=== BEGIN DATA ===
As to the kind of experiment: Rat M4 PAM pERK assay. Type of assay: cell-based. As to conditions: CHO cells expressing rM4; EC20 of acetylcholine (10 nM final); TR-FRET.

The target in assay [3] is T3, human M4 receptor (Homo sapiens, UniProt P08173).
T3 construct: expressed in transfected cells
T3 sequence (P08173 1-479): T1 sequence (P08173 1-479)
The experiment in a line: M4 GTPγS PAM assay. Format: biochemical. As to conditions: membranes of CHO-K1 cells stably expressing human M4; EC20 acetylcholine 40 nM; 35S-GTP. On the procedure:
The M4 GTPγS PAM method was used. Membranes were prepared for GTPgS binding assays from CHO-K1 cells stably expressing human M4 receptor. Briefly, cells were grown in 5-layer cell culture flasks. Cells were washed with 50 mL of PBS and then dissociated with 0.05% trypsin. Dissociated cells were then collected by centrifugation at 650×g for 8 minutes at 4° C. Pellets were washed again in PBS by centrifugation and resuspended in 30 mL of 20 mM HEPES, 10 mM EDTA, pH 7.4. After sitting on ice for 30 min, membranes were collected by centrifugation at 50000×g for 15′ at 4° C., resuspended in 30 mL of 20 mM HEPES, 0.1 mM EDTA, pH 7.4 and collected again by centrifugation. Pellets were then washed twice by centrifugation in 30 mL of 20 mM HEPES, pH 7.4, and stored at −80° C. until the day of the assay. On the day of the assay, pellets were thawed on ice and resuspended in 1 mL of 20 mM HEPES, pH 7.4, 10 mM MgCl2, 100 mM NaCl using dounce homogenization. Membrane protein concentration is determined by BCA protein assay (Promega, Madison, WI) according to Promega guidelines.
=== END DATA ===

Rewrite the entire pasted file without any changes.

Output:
As to the kind of experiment: Rat M4 PAM pERK assay. Type of assay: cell-based. As to conditions: CHO cells expressing rM4; EC20 of acetylcholine (10 nM final); TR-FRET.

The target in assay [3] is T3, human M4 receptor (Homo sapiens, UniProt P08173).
T3 construct: expressed in transfected cells
T3 sequence (P08173 1-479): T1 sequence (P08173 1-479)
The experiment in a line: M4 GTPγS PAM assay. Format: biochemical. As to conditions: membranes of CHO-K1 cells stably expressing human M4; EC20 acetylcholine 40 nM; 35S-GTP. On the procedure:
The M4 GTPγS PAM method was used. Membranes were prepared for GTPgS binding assays from CHO-K1 cells stably expressing human M4 receptor. Briefly, cells were grown in 5-layer cell culture flasks. Cells were washed with 50 mL of PBS and then dissociated with 0.05% trypsin. Dissociated cells were then collected by centrifugation at 650×g for 8 minutes at 4° C. Pellets were washed again in PBS by centrifugation and resuspended in 30 mL of 20 mM HEPES, 10 mM EDTA, pH 7.4. After sitting on ice for 30 min, membranes were collected by centrifugation at 50000×g for 15′ at 4° C., resuspended in 30 mL of 20 mM HEPES, 0.1 mM EDTA, pH 7.4 and collected again by centrifugation. Pellets were then washed twice by centrifugation in 30 mL of 20 mM HEPES, pH 7.4, and stored at −80° C. until the day of the assay. On the day of the assay, pellets were thawed on ice and resuspended in 1 mL of 20 mM HEPES, pH 7.4, 10 mM MgCl2, 100 mM NaCl using dounce homogenization. Membrane protein concentration is determined by BCA protein assay (Promega, Madison, WI) according to Promega guidelines.